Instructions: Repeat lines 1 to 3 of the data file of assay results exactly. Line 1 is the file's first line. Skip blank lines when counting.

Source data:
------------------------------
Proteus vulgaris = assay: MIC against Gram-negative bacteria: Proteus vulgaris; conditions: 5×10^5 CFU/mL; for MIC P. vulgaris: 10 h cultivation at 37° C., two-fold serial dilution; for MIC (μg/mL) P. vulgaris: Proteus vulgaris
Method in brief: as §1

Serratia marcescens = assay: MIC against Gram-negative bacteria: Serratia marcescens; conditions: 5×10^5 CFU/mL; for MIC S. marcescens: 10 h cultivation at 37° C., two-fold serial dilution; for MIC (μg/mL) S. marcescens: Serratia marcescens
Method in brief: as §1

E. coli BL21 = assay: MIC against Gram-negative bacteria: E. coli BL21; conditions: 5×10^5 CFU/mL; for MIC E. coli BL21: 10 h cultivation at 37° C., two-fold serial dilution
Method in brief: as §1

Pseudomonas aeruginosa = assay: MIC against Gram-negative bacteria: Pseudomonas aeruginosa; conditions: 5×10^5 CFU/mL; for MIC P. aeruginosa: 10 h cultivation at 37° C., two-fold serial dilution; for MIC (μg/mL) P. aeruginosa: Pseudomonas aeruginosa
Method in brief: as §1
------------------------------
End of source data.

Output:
Proteus vulgaris = assay: MIC against Gram-negative bacteria: Proteus vulgaris; conditions: 5×10^5 CFU/mL; for MIC P. vulgaris: 10 h cultivation at 37° C., two-fold serial dilution; for MIC (μg/mL) P. vulgaris: Proteus vulgaris
Method in brief: as §1

Serratia marcescens = assay: MIC against Gram-negative bacteria: Serratia marcescens; conditions: 5×10^5 CFU/mL; for MIC S. marcescens: 10 h cultivation at 37° C., two-fold serial dilution; for MIC (μg/mL) S. marcescens: Serratia marcescens